The name of the territory was taken from the large lake in its west. HM Stanley
had found the name of "Tanganika", when he travelled to Ujiji
in 1876. he wrote that the locals were not sure about its meaning and conjectured himself that it meant something like "the great lake spreading out like a plain", or "plain-like lake".
The name was chosen by the British with the Treaty of Versailles
, and as such the name took effect when Britain was given control of Tanganyika in 1920. Britain needed a new name to replace "Deutsch Ostafrika" or "German East Africa". Various names were considered, including "Smutsland" in honour of General Jan Smuts
(denied for being "inelegant"), "Eburnea," "New Maryland," "Windsorland" after the British Royal Family's new family name, and "Victoria" after both the Lake and the Queen. The Colonial Secretary insisted that "a native name prominently associated with the territory" be selected. "Kilimanjaro
" analogous to "Kenya" named after the country's highest mountain and "Tabora
" after the town and trading centre near the geographical centre of the country were proposed and rejected. Then, the deputy undersecretary to the Colonial Secretary proposed "Tanganyika Protectorate" after Lake Tanganyika
; the name was modified after a "junior official suggested that 'Territory' was more in accordance with the [League of Nations mandate
]" and that was adopted.
In the second half of the 19th century, European explorers and colonialists traveled through the African interior from Zanzibar
. In 1885, the German Empire
declared its intent to establish a protectorate in the area, named German East Africa
(GEA), under the leadership of Carl Peters
. When the Sultan of Zanzibar
objected, German warships threatened to bombard his palace. Britain and Germany then agreed to divide the mainland into spheres of influence, and the Sultan was forced to acquiesce. The Germans brutally repressed the Maji Maji Rebellion
of 1905. The German colonial administration instituted an educational programme for native Africans, including elementary, secondary, and vocational schools.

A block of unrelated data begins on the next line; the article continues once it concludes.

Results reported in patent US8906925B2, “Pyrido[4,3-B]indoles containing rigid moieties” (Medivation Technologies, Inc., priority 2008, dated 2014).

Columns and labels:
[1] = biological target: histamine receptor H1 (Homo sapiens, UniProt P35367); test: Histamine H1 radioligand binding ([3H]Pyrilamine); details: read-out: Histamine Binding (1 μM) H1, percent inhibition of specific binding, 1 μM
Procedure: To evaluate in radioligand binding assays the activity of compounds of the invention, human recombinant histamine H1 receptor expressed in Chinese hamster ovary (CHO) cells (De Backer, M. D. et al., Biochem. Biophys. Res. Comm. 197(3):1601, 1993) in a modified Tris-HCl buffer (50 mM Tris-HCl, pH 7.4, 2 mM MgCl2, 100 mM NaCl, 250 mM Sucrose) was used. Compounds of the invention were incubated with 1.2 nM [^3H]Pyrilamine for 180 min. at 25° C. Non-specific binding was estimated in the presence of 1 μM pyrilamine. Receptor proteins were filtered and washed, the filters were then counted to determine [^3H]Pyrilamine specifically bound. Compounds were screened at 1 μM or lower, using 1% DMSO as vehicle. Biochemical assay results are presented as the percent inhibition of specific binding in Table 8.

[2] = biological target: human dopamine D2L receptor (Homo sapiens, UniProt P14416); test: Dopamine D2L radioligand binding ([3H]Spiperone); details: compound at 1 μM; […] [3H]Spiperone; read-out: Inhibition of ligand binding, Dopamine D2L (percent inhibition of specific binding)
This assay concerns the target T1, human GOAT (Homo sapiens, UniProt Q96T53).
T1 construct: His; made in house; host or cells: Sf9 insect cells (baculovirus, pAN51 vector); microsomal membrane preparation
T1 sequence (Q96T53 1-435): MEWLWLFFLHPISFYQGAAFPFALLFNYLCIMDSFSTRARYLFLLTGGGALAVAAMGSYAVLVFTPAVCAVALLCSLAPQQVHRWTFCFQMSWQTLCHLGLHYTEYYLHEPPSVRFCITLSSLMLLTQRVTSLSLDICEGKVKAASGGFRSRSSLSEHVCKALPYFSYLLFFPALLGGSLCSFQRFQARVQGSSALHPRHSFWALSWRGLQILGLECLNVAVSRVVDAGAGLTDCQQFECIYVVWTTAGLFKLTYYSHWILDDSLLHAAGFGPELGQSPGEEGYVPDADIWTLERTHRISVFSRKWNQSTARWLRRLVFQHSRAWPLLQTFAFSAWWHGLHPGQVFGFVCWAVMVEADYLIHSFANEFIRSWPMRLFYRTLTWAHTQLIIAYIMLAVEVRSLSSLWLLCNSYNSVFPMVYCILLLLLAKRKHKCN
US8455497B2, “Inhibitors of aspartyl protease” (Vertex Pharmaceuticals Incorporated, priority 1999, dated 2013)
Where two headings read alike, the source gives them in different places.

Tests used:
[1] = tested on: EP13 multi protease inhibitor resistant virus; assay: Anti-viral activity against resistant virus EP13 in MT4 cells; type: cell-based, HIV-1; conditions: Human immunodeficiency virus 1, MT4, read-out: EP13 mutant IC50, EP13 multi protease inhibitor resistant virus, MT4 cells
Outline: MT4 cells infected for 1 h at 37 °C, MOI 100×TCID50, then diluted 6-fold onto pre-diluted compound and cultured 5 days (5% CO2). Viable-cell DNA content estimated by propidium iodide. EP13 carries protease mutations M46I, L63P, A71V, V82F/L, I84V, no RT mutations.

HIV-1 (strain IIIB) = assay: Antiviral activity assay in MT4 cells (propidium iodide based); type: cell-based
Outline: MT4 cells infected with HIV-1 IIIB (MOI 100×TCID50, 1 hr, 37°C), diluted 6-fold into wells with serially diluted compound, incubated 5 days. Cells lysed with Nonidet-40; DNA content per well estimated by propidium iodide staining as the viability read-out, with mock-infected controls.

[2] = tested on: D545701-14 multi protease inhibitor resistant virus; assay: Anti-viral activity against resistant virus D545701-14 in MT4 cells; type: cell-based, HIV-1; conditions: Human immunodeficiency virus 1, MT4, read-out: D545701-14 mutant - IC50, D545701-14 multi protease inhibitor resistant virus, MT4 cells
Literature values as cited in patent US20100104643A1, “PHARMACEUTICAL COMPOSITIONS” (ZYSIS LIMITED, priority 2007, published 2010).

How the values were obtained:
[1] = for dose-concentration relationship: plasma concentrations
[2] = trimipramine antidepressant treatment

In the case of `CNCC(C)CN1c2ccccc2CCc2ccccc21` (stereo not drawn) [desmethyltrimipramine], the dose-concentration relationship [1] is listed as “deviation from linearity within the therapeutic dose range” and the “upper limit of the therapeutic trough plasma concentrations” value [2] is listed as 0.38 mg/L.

In 1927, Tanganyika entered the Customs Union
of the East Africa Protectorate
and the Uganda Protectorate
, which eventually became the independent countries of Kenya and Uganda, and the East African Postal Union, later the East African Posts and Telecommunications Administration. Cooperation expanded with those protectorates and, later, countries in a number of ways, leading to the establishment of the East African High Commission
(1948–1961) and the East African Common Services Organisation
(1961–1967), forerunners of the East African Community
. The country held its first elections
in 1958 and 1959. The following year it was granted internal self-government and fresh elections
were held. Both elections were won by the Tanganyika African National Union
, which led the country to independence in December 1961. The following year a presidential election
was held, with TANU leader Julius Nyerere
emerging victorious. In the mid-20th century, Tanganyika was the largest producer of beeswax
in the world.
- ^ Stanley, Henry M. (1878). Through the Dark continent, or, The sources of the Nile : around the great lakes of equatorial Africa and down the Livingstone River to the Atlantic Ocean, Volume II. Harold B. Lee Library. London : Sampson Low, Marston, Searle, Rivington. p. 16.
- ^ Iliffe, John (1979). A Modern History of Tanganyika. Cambridge University Press. p. 247. ISBN 9780521296113.
- ^ East, John William. "The German Administration in East Africa: A Select Annotated Bibliography of the German Colonial Administration in Tanganyika, Rwanda and Burundi from 1884 to 1918." [London? 1989] 294 leaves. 1 reel of microfilm (negative.) Thesis submitted for the fellowship of the Library Association, London, November 1987.
- ^ Farwell, Byron. The Great War in Africa, 1914–1918. New York: W. W. Norton & Company. 1989. ISBN 0-393-30564-3
- ^ Gunther, John (1955). Inside Africa. Harper & Brothers. p. 409. ISBN 0836981979.
- Cana, Frank Richardson (1922). "Tanganyika Territory" . In Chisholm, Hugh (ed.). Encyclopædia Britannica (12th ed.). London & New York: The Encyclopædia Britannica Company.
- Iliffe, John. A modern history of Tanganyika. Cambridge: Cambridge University Press. ISBN 9780521296113.
- Gordon-Brown, A. (editor), The East Africa Year Book and Guide, London, 1954, 87pps, with maps.
- Hill, J.F.R., and Moffett, J.P., Tanganyika – a Review of its Resources and their Development, published by the Government of Tanganyika, 1955, 924pps, with many maps.
- Mwakikagile, Godfrey, Life in Tanganyika in The Fifties, New Africa Press, 2008, 428pps, with maps and photos.
- Moffett, J.P., Handbook of Tanganyika, published by the Government of Tanganyika, 1958, 703pps, with maps.
Last edited on 8 September 2021, at 07:37
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